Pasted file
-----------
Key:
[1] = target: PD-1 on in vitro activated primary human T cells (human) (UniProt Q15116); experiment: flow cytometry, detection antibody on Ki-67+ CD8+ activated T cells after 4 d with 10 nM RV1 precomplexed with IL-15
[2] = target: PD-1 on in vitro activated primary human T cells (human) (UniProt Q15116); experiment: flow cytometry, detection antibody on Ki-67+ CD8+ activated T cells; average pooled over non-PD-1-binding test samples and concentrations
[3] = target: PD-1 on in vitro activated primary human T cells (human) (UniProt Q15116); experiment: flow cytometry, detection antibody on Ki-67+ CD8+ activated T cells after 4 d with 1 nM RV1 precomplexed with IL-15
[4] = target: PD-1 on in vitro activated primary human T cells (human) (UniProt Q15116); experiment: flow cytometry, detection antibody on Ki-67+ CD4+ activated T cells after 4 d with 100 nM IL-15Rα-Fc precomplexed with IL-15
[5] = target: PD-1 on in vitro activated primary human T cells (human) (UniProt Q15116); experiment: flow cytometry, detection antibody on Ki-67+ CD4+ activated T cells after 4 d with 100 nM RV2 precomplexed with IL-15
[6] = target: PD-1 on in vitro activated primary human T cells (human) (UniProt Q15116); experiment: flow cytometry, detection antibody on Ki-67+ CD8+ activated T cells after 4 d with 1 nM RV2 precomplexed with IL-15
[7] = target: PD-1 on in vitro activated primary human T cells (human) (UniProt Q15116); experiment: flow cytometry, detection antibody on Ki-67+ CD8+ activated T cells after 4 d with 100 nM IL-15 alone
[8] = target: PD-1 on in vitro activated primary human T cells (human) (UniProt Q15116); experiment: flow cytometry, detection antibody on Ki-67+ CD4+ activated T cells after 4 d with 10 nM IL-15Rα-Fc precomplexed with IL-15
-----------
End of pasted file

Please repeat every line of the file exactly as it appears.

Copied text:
Key:
[1] = target: PD-1 on in vitro activated primary human T cells (human) (UniProt Q15116); experiment: flow cytometry, detection antibody on Ki-67+ CD8+ activated T cells after 4 d with 10 nM RV1 precomplexed with IL-15
[2] = target: PD-1 on in vitro activated primary human T cells (human) (UniProt Q15116); experiment: flow cytometry, detection antibody on Ki-67+ CD8+ activated T cells; average pooled over non-PD-1-binding test samples and concentrations
[3] = target: PD-1 on in vitro activated primary human T cells (human) (UniProt Q15116); experiment: flow cytometry, detection antibody on Ki-67+ CD8+ activated T cells after 4 d with 1 nM RV1 precomplexed with IL-15
[4] = target: PD-1 on in vitro activated primary human T cells (human) (UniProt Q15116); experiment: flow cytometry, detection antibody on Ki-67+ CD4+ activated T cells after 4 d with 100 nM IL-15Rα-Fc precomplexed with IL-15
[5] = target: PD-1 on in vitro activated primary human T cells (human) (UniProt Q15116); experiment: flow cytometry, detection antibody on Ki-67+ CD4+ activated T cells after 4 d with 100 nM RV2 precomplexed with IL-15
[6] = target: PD-1 on in vitro activated primary human T cells (human) (UniProt Q15116); experiment: flow cytometry, detection antibody on Ki-67+ CD8+ activated T cells after 4 d with 1 nM RV2 precomplexed with IL-15
[7] = target: PD-1 on in vitro activated primary human T cells (human) (UniProt Q15116); experiment: flow cytometry, detection antibody on Ki-67+ CD8+ activated T cells after 4 d with 100 nM IL-15 alone
[8] = target: PD-1 on in vitro activated primary human T cells (human) (UniProt Q15116); experiment: flow cytometry, detection antibody on Ki-67+ CD4+ activated T cells after 4 d with 10 nM IL-15Rα-Fc precomplexed with IL-15